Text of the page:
Kintsugi or Kintsukuroi, literally ‘golden joinery’ or ‘golden repair’, is the Japanese art of ceramic renovation using golden lacquer; applied to the edges of the broken pieces, binding them together, the aesthetic philosophy focuses on imperfections rather than attempting to disguise them, with the intention that the piece becomes both more valuable and more beautiful because of its history.
A recent piece for Dazed & Confused by artist and BYOB contributor Amalia Ulman alludes to the tradition with its use on a ‘replaceable’ ashtray, here repaired with golden glitter, placing on it a new worth by ‘[shifting] the value of a superfluous object by treating it as essential.’
The custom is said to have come about when Shogun Ashikaga Yoshimasa, having sent a piece of ceramic away to be repaired, was unhappy with the way in which it has been done using the standard method of metallic staples. This launched Japanese craftsmen on a quest for a new form of repair that could make a broken piece look not just as good as new, but better.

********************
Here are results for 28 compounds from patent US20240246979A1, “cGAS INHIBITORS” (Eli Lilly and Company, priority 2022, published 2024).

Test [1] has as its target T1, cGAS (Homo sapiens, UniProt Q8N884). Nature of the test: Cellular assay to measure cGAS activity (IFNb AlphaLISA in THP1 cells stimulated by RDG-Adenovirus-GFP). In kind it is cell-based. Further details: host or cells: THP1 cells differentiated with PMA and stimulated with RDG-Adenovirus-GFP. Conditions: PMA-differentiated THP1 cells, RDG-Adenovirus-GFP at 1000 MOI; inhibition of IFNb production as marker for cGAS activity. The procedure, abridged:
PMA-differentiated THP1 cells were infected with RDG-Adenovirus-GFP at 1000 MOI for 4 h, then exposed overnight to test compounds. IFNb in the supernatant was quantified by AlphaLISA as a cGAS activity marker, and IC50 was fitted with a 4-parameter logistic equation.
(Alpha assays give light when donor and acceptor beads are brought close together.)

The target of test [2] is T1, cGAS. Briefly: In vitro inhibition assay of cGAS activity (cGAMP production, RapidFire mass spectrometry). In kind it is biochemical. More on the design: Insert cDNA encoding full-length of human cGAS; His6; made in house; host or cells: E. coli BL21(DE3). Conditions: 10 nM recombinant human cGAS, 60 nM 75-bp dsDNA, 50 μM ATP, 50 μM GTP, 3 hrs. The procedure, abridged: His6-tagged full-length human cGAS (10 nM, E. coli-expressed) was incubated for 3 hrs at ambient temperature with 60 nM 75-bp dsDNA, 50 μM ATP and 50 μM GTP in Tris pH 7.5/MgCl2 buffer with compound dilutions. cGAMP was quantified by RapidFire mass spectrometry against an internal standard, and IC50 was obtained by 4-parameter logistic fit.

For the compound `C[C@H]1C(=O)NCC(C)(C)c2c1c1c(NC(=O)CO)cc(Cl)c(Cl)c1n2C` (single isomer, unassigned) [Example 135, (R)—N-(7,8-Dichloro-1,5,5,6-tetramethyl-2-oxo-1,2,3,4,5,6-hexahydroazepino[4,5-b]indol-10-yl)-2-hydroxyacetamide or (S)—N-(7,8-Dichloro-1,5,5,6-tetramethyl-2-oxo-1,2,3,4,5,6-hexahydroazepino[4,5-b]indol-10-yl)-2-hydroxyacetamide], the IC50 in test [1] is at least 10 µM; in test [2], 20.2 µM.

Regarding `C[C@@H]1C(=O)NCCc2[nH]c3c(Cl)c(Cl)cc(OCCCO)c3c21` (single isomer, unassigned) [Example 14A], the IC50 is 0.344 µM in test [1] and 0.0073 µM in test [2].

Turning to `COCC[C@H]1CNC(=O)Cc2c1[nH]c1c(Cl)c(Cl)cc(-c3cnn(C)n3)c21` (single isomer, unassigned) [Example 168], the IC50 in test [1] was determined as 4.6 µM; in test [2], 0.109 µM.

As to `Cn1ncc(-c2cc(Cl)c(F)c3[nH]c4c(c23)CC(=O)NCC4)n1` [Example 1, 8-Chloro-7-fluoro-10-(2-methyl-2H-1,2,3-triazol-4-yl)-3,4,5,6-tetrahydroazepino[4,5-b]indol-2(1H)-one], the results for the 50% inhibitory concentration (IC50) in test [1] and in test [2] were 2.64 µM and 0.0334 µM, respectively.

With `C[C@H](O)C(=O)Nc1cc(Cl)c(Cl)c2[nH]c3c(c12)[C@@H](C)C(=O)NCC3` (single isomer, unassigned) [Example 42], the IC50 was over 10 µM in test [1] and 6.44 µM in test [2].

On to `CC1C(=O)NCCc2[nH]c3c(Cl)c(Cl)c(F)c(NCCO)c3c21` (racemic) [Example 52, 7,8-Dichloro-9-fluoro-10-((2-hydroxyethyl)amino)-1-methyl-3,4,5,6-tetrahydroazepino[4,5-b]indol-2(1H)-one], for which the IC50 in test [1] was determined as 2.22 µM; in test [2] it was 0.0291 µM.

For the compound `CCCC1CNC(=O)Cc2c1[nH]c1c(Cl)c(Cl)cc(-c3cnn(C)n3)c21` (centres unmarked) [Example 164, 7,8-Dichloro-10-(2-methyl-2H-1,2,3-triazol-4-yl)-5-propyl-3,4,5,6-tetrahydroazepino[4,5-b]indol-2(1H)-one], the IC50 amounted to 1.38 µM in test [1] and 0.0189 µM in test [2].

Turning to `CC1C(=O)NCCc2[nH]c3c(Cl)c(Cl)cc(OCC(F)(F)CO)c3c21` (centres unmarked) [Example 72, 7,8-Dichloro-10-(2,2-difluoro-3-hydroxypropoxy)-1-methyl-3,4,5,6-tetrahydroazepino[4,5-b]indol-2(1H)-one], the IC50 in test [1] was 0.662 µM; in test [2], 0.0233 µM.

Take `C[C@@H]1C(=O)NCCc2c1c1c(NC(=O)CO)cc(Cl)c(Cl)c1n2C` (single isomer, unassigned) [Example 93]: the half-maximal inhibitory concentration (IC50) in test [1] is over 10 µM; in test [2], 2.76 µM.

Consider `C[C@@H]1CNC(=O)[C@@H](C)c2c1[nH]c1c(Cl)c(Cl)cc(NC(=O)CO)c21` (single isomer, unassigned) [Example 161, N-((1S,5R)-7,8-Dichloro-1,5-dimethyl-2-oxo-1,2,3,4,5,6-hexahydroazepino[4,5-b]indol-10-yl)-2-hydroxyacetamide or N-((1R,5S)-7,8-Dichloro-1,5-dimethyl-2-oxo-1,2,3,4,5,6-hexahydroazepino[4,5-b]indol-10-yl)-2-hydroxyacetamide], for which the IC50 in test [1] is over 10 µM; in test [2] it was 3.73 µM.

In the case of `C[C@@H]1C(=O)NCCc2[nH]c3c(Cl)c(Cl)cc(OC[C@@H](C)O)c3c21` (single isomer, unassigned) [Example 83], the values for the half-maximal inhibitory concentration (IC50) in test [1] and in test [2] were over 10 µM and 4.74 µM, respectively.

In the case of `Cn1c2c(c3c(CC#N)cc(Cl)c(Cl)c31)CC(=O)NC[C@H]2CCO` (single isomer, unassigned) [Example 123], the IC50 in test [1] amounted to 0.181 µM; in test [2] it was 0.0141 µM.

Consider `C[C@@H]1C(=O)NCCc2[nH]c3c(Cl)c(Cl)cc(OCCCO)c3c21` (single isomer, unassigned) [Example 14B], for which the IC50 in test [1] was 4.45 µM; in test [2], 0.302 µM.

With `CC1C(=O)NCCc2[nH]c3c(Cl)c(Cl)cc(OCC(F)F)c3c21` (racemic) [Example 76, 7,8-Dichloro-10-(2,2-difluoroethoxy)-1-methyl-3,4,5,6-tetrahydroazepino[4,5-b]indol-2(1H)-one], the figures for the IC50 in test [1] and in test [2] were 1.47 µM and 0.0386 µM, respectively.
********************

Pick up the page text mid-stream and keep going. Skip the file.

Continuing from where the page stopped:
The practice continues, though, with a symbolic note in mind: one of resilience, of damage as an opportunity for personal transformation and reinvention. For instance, on a small level, a parallel lies in the replacing of lost teeth, like those of Polymath Genesis P-Orridge after one too many clashes with the microphone, with gold crowns, trading them in for those that will endure. The concept of replacing that which is despoiled and degraded, either in physicality or perception, with something of value is a concept at the core of modification.
Amalia Ulman – Ashes & Pieces
Hans Feurer – Untitled
Adam Martinakis – Golden Boy
Black / Gold Kintsugi
No Comments »
No comments yet.
Leave a comment